Received 2 applications for tenants today for one of my houses. The first applicant seems to barely meet my requirements (primarily income requirements) and the second meets and exceeds the requirements by a significant amount. I have a feeling the first applicant will end up being a one year and out tenant and the second has already stated they would likely be 3+ years.
I would very much prefer to offer the lease to the 2nd applicant, but not sure how I would go about denying the 1st since they meet my minimum requirements (though it is by the slimmest of margins). What options do I have when I run into this situation?
You are legally allowed to "rank" tenants based upon their info. I know some say to avoid discrimination claims the first to apply is the one you accept. You can also avoid discrimination claims by choosing the best by objectively ranking them based upon your approval criteria. As long as you "grade" them all the same way then you've applied your criteria indiscriminately. (I'd say income level should be fairly high on your ranking)
When I have multiple applicants I first "rank" them based on the paper app info they've given and "fit for the property" (IMO your desire to stay 3+ years vs 1 is a better fit for my property) which doesn't cost me or them anything but 15-20 minutes. I process the highest ranked and the tenant pays the application fee online. Should they pass I allow them first stab at the property.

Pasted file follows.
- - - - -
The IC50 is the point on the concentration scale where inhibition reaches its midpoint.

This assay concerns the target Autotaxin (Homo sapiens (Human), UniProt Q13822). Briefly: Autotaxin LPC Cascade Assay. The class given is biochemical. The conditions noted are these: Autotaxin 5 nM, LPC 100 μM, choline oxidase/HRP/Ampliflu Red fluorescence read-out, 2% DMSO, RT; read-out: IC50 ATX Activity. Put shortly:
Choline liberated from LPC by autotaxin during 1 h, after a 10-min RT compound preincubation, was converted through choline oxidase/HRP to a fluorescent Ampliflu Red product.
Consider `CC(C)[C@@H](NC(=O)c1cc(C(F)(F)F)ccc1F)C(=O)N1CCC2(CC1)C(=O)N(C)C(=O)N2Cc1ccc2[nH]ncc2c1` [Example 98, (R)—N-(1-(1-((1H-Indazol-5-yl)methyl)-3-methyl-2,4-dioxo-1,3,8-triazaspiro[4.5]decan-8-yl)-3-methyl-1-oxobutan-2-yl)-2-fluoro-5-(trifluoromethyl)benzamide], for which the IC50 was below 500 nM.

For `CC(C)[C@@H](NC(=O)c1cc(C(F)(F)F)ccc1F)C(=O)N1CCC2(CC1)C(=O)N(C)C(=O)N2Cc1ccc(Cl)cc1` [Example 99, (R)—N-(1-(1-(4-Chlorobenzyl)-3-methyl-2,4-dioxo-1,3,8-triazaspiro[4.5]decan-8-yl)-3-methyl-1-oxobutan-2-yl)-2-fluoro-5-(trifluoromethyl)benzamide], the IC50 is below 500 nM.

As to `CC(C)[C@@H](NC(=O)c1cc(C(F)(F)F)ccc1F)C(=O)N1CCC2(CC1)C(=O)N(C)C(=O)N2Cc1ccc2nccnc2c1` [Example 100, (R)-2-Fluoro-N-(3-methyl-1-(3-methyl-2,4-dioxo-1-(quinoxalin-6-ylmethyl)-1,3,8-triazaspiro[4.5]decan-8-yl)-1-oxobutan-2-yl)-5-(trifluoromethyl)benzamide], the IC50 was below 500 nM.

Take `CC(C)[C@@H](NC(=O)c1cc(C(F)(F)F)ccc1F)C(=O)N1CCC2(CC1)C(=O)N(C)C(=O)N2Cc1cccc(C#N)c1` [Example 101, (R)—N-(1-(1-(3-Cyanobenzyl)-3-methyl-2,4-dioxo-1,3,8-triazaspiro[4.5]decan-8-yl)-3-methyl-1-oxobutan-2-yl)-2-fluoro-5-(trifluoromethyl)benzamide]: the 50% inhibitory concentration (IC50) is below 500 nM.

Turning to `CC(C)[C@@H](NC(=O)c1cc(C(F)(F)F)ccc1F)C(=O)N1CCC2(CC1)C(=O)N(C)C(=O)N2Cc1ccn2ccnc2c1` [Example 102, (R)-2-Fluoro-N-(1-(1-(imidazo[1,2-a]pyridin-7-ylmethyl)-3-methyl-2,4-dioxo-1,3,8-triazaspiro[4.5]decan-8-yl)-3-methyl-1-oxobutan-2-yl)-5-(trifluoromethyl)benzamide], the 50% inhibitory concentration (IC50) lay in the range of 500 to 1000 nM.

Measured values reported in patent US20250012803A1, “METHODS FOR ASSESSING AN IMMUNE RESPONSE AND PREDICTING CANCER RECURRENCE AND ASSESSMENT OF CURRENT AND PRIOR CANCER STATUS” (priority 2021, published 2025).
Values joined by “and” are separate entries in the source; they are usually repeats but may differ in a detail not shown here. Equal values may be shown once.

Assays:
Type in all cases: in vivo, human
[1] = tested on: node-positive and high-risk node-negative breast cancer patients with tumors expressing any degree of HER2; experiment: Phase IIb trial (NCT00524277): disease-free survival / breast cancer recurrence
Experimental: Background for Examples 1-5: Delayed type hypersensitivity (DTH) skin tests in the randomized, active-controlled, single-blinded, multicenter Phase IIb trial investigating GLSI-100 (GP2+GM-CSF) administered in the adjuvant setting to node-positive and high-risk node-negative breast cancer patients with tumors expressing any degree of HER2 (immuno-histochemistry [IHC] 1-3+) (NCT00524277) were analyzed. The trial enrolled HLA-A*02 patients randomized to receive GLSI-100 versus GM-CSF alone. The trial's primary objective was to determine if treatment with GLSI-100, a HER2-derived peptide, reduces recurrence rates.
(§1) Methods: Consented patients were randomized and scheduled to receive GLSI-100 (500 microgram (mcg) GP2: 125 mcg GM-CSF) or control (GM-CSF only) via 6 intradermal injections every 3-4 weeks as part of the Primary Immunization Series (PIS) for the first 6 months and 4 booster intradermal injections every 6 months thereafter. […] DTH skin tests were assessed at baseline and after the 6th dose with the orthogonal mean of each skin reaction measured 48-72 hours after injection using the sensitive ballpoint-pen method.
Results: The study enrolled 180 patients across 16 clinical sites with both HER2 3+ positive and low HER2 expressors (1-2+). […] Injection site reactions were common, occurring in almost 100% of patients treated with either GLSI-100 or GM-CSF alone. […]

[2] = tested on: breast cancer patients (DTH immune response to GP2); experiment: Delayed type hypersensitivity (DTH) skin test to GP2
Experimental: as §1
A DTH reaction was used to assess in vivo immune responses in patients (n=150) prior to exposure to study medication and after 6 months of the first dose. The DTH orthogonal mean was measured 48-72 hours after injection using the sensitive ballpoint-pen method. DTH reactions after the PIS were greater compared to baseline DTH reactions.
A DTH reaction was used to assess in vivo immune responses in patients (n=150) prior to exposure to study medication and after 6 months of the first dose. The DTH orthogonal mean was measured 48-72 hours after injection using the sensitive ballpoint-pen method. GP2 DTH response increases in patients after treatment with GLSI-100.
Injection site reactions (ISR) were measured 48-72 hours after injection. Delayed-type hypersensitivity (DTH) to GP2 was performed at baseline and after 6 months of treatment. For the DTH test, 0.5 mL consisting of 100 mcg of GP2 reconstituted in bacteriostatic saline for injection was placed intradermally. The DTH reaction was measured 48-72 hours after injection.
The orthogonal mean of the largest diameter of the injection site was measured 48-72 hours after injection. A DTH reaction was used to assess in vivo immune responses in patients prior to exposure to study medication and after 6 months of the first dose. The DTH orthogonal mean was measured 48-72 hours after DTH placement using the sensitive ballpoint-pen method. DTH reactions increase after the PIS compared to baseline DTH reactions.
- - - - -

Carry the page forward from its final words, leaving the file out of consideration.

If they are ready to pay a holding deposit/security I call the other back and let them know they're in holding until I know if the first is actually going to come through. I'll only wait about 24 hrs before I start processing the second and letting the first know that I'm proceeding to the next applicant. Both know that during that time it's whoever comes through with the money first that gets the property.
The longest I waited on an approved applicant was 4 days, only because she was out of state and mailed me a check. I was willing to wait because she sent 1st/last/ 1 month SD to hold it until she moved in 10 days later.
So your situation tenant 2 gets more points in income/length of stay and the other barely squeaks by....
There's no law that says you have to accept the first qualifying application. Some people do because they're worried about being accused of discrimination. But if you are evaluating the applicants on legitimate/lawful criteria and one clearly comes out as the stronger candidate, then by all means choose that one.
If it were me (and I've had almost this exact scenario), I would choose the second one and explain to the first that they were not selected (I wouldn't say they were "denied") because I chose another applicant who wanted to stay longer (which is something that is important to me since turnover is one of my biggest costs).
Keep it simple but be straightforward with them.
Thanks for the quick and concise replies!!